Warren Buffett's Berkshire Hathaway quarterly profit jumps almost one third

(Reuters) - Warren Buffett’s Berkshire Hathaway Inc on Saturday said fourth-quarter profit rose 32 percent, helped by improved results in its insurance operations and higher gains from investments and derivatives.

Warren Buffett, chairman and CEO of Berkshire Hathaway, speaks at the Fortune's Most Powerful Women's Summit in Washington October 13, 2015. REUTERS/Kevin Lamarque

Net income rose to $5.48 billion, or $3,333 per Class A share, from $4.16 billion, or $2,529 per share, a year earlier.

Quarterly operating profit rose 18 percent to $4.67 billion, or $2,843 per share, from $3.96 billion, or $2,412 per share.

Analysts on average had forecast operating profit of $2,814 per share, according to Thomson Reuters I/B/E/S. Revenue rose 7 percent to $51.82 billion.

Book value per share, which reflects assets minus liabilities and which Buffett considers a good yardstick for Berkshire’s intrinsic worth, rose 3 percent from the end of September, to $155,501.

For all of 2015, profit rose 21 percent to $24.08 billion, or $14,656 per share. The gain from the merger that created Kraft Heinz Co prevented profit from edging lower, Berkshire said. Operating profit rose 5 percent to $17.36 billion, or $10,564 per share.

Buffett, 85, has run Omaha, Nebraska-based Berkshire for nearly 51 years. He has transformed it from a failing textile company into a conglomerate with roughly 90 businesses in such areas as insurance, railroads, energy, food, apparel and real estate.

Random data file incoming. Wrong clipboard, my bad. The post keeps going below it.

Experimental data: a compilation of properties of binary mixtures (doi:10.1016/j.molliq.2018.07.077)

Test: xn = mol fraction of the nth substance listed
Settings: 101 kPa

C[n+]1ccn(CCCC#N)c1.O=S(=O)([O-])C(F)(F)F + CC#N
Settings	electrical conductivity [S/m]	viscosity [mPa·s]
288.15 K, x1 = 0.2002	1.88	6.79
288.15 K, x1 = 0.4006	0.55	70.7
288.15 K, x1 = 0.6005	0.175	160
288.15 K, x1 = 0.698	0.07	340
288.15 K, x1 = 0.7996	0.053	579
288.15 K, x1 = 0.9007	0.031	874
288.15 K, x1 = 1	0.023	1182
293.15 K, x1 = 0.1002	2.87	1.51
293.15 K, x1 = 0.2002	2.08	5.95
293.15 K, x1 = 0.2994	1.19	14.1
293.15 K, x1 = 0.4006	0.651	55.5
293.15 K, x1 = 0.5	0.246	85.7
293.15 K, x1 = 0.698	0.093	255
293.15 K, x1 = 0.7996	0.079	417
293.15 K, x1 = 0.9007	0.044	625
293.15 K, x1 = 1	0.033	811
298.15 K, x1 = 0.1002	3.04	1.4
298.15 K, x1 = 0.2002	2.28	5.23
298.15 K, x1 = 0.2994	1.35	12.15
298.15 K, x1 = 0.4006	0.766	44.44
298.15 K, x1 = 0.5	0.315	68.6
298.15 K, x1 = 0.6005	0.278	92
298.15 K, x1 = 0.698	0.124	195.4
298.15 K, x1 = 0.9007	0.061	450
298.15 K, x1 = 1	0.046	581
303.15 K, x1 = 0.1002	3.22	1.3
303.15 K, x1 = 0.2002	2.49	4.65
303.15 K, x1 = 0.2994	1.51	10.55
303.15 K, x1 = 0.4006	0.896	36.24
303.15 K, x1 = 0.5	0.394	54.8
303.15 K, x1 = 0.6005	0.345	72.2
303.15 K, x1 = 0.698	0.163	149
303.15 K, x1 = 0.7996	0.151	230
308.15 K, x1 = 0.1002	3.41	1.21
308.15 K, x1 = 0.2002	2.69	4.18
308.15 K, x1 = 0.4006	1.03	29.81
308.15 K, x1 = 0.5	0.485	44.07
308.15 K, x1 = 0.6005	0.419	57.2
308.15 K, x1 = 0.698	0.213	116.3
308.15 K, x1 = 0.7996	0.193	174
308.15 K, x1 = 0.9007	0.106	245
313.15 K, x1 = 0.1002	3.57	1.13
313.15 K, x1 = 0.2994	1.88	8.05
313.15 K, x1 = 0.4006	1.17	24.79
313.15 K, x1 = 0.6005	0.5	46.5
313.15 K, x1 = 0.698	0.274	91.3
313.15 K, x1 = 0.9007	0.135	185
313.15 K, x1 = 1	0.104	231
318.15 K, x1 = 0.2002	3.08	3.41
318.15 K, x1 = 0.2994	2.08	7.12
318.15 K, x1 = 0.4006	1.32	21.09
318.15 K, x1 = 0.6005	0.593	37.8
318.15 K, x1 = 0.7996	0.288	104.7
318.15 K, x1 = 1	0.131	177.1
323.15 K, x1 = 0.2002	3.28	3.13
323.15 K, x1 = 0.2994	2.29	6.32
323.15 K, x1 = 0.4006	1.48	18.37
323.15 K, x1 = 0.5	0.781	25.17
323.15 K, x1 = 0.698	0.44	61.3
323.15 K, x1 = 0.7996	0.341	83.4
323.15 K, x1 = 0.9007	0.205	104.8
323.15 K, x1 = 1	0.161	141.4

Buffett’s largest-ever acquisition, the $32 billion purchase of industrial parts maker Precision Castparts Corp, closed last month. It ended the year with $71.73 billion of cash.

Berkshire expects on Monday to close its acquisition of Procter & Gamble Co’s Duracell battery business, in exchange for P&G shares that Berkshire now owns.

Quarterly profit from insurance operations rose 25 percent to $1.34 billion, as improvement in reinsurance offset higher claims payouts in the Geico auto insurance unit.

Berkshire said gains from investments and derivatives quadrupled to $805 million. This in part reflected profits on stock sales and gains on long-term options contracts whose value is tied to the performance of the stock market.

Profit at the BNSF railroad unit fell 9 percent to $1.08 billion, reflecting lower demand, especially in coal and some industrial products, as oil prices fell.

Buffett said BNSF’s profit could decline further in 2016.

Berkshire’s insurance units ended 2015 with $87.7 billion of float, the amount of premiums held before claims are paid, Buffett said. Berkshire uses float to help fund acquisitions and other investments.

The company has well over $100 billion of equity investments.

Berkshire said it plans to keep its big stake in IBM Corp despite a $2.6 billion paper loss as of Dec. 31.

In Friday trading, Berkshire’s Class A shares closed at $198,190.50, and its Class B shares closed at $131.92. Both are nearly unchanged this year.

Reporting by Jonathan Stempel in New York; Editing by Nick Zieminski and Leslie Adler